Operation Cast Lead. It bans pesticides and spare parts

for farming equipment, which has debilitated the

agricultural sector. According to the Israeli human

rights group B'tselem, some 4,000 goods were allowed

into Gaza before the siege, and only 150 are allowed in

now. (And the guidelines for what may join the list of

acceptable items is a tightly guarded secret.) The

blockade has severely limited access to electricity,

leaving the vast majority of Gazans facing blackouts

for eight to ten hours a day. It has cut off students

from their university educations and severed family

ties. It has left a stunning 70 percent of the

population dependent on international food aid just to survive."


Reflecting Netanyahu's original line of propaganda

attack, Gal Beckerman writing in The Forward, says that

on June 2 the Jewish Federations of North America

distributed talking points, which read: "When Israeli

commandos boarded the ships, they were met with

violence from a supposedly nonviolent group, including

gunfire from automatic weapons and attacks with knives

and axes. Several Israelis were wounded. As a result of

the clash triggered by the pro-Hamas group, a number of

them were killed or wounded in the confrontation."


However, on June 1 Caroline Glick, rightwing deputy

managing editor of the Jerusalem Post and one-time

advisor to Netanyahu, sharply took the Israeli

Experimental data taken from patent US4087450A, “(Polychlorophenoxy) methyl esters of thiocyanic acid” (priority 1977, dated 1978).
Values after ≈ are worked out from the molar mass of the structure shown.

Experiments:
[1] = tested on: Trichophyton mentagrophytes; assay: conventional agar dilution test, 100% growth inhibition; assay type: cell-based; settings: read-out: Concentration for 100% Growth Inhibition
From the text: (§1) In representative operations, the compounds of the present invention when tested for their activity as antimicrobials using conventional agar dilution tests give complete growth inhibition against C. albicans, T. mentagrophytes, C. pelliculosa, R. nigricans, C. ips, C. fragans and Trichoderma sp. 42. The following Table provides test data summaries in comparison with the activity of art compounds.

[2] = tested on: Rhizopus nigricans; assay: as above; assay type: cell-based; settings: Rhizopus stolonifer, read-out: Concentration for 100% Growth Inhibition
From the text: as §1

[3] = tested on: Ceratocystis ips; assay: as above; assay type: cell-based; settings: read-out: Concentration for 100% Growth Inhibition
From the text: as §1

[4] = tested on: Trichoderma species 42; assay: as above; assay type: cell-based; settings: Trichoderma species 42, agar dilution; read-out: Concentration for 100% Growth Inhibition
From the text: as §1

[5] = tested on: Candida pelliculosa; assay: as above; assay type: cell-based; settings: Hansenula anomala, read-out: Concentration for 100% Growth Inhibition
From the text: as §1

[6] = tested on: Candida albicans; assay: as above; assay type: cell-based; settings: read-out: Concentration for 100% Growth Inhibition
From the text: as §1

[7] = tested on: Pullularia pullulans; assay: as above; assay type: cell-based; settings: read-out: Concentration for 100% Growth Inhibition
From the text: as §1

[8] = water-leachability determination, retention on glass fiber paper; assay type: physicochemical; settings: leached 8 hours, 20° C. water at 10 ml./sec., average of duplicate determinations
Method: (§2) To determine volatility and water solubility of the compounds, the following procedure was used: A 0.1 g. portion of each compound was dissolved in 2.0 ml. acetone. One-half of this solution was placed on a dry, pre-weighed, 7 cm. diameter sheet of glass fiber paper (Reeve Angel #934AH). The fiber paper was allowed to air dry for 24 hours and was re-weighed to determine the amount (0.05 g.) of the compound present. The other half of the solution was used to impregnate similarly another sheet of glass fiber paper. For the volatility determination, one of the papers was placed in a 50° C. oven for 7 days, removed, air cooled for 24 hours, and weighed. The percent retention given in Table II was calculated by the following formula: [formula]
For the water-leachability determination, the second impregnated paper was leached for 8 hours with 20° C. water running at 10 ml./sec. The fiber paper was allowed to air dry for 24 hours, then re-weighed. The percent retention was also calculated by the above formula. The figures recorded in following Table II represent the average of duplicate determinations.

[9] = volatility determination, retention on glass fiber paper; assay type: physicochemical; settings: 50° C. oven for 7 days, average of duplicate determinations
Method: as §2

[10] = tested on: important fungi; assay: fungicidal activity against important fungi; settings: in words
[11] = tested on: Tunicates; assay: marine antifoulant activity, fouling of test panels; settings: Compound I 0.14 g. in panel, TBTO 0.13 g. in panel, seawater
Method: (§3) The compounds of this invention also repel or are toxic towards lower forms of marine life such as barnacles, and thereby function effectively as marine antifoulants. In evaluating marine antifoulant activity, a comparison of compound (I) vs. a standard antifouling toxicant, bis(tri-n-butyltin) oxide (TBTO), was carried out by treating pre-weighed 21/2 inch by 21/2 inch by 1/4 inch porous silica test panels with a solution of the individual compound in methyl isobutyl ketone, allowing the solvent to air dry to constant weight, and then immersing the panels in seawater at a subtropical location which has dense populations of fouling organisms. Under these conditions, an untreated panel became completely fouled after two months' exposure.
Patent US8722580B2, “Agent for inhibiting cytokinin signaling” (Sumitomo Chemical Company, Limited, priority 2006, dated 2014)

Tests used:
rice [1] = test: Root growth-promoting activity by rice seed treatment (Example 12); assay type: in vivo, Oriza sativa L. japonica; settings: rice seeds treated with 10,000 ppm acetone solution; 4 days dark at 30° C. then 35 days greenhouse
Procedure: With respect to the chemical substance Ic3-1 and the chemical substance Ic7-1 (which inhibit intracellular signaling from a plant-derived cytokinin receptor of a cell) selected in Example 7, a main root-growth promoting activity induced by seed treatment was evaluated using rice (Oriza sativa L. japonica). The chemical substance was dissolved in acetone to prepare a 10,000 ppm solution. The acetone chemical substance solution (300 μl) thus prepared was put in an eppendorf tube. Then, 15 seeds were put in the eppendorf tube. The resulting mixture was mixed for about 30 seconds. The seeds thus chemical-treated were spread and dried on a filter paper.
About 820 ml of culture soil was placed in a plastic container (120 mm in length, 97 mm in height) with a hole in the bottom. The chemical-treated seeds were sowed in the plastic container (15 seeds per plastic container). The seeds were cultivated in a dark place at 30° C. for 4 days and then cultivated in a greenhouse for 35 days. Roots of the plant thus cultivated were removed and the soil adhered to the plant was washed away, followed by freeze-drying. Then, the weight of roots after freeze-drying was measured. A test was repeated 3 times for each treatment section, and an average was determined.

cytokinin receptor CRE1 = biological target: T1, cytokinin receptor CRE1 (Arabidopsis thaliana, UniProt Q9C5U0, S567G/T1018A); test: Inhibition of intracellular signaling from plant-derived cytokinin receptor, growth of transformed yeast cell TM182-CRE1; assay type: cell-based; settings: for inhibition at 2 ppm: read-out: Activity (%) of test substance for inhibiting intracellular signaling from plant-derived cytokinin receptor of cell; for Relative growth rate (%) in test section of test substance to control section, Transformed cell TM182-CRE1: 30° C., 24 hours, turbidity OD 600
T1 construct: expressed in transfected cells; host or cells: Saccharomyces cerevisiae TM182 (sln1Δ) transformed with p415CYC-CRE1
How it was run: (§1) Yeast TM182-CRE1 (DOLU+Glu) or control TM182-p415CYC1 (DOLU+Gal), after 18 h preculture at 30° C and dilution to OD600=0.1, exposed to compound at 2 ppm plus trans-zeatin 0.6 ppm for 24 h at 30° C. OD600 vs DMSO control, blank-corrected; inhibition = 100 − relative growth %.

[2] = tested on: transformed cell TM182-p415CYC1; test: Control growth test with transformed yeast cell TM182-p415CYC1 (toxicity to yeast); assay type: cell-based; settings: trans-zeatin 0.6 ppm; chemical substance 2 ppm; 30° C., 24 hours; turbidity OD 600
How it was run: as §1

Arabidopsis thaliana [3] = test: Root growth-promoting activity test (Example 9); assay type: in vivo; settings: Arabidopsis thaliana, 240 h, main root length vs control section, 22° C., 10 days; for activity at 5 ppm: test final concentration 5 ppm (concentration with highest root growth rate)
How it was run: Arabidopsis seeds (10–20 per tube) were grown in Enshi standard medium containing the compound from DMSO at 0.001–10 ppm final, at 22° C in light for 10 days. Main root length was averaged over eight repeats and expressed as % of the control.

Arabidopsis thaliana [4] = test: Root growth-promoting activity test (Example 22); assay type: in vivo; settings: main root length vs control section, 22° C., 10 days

government to task for deficiencies in waging the

propaganda surrounding the flotilla. The "information

strategy" she wrote in her paper "was ill-conceived."

It should have attacked Turkey for "facilitation of

terrorism," she wrote, it should have prepared "charge

sheets against the flotilla's organizers, crew and

passengers for their facilitation of terrorism."

Israeli leaders "stammer," she wrote, and engage in

arguments that are "worse than worthless." The

following day, the Reut Institute, a Tel Aviv-based

think tank that - in the words of the Wall Street

Journal  - "provides strategic-thinking support to the

Israeli government," and with which Glick is

associated, criticized the government for having "no

coherent conceptual response" to push back against

global critics. Then, on June 3, Netanyahu went before

the media to say there was a danger of arms smuggling

involved. By that afternoon--U.S. time--U.S. Vice-

President Joseph Biden was making the same claim.


As the days have worn on since the bloody events aboard

the Mavi Marmara, the arms smuggling message has

sharpened.  On Saturday Netanyahu said Israel would

"not allow the establishment of an Iranian port in

Gaza."  Then rightwing columnist Charles Krauthammer

got in on the act, claiming that the purpose of the

blockade of Gaza is to "prevent Hamas from arming

itself with still more rockets." One of CNN's resident

foreign policy experts, Jill Dougherty, went on the air

to explain the purpose of Israel's Gaza blockade as: